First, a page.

The TheraSphere™ Advanced Dosimetry Retrospective Global Study Evaluation in Hepatocellular Carcinoma Treatment (TARGET) study was an international, multi-center, retrospective, single-arm study of patients from 13 centers located across eight countries who were treated using 90Y glass microspheres for HCC. Patients included were treated between January 1st, 2010 and December 31st, 2017. Sites included University Medical Center Utrecht, Netherlands; Northwestern University, Chicago, IL, USA; Eugene Marquis Center, Rennes, France; Indiana University School of Medicine, Indianapolis, IN, USA; MD Anderson Cancer Center, Houston, TX, USA; Stanford University, Stanford, CA, USA; University of Florida College of Medicine, Gainesville, FL, USA; Centre Hospitalier, Universitaire Vaudois, Lausanne, Switzerland; Universitatsklinikum, Essen, Germany; Foundation IRCCS Istituto Nazionale Tumori, Milan, Italy; Istanbul University Medical School, Istanbul, Turkey; Florence Nightingale Hastanesi, Istanbul, Turkey; King Faisal Specialist Hospital and Research Centre, Saudi Arabia. Protocols were approved by each site’s respective Institutional Review Boards (IRBs) and/or Independent Ethics Committees (IECs).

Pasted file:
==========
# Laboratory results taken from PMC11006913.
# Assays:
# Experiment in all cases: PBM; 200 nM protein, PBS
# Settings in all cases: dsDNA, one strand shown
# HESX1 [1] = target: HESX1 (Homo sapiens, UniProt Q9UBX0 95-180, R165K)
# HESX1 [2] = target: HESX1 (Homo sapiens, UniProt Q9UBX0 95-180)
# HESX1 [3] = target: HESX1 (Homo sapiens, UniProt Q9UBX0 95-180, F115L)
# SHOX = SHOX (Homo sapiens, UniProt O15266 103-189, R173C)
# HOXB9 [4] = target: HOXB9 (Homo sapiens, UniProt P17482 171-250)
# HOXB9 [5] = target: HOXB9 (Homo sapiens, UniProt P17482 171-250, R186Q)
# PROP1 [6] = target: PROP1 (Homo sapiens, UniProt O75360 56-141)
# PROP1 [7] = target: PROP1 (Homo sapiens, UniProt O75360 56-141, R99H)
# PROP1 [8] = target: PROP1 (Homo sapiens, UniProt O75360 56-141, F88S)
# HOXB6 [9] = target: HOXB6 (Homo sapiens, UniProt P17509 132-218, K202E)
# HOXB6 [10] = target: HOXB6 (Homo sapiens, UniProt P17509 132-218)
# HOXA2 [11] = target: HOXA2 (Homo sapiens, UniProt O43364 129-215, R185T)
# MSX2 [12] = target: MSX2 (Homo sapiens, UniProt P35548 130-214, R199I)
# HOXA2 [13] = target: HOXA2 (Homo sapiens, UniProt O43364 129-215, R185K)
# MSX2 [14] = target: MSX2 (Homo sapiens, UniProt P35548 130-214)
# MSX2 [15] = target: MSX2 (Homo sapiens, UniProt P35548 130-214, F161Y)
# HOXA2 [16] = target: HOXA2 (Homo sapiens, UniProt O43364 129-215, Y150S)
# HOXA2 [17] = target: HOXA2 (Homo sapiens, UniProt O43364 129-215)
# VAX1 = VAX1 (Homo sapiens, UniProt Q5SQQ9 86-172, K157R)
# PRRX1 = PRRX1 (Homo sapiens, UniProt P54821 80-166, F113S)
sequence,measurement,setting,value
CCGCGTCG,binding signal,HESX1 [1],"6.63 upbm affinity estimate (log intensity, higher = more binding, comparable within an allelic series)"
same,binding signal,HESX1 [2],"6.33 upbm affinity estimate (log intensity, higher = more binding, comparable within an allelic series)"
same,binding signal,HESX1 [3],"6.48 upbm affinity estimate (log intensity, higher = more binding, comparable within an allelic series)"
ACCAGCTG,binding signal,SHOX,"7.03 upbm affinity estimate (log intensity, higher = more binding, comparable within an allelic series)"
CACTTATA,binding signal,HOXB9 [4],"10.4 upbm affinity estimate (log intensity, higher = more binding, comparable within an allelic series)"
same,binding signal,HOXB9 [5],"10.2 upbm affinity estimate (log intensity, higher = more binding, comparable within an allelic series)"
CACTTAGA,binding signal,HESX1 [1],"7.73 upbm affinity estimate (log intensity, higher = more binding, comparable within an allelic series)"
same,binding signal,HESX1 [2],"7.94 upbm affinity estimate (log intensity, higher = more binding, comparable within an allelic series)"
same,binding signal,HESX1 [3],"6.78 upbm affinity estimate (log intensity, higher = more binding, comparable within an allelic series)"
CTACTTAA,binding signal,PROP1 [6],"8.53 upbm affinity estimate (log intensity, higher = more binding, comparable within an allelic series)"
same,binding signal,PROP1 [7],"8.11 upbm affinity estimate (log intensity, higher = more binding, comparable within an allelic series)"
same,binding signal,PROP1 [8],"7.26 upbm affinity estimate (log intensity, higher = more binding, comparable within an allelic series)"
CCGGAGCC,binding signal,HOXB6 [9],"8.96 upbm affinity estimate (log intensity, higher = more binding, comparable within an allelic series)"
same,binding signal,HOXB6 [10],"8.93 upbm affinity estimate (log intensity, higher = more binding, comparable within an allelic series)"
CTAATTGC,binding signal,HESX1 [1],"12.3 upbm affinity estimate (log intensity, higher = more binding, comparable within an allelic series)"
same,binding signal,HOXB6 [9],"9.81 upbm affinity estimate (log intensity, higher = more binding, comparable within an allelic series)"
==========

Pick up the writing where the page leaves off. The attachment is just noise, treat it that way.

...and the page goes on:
Patients were treated according to instructions for use of the device and local procedure. They were selected in consecutive reverse chronological order at each site to minimize patient selection bias.
The TARGET study consisted of three sub-studies: one evaluating the inter-site variability of pre-treatment dosimetry; one evaluating dosimetry software/methodology accuracy and reproducibility; and the primary study to collect clinical data to generate predictive models for NTAD and TAD association with clinical outcomes.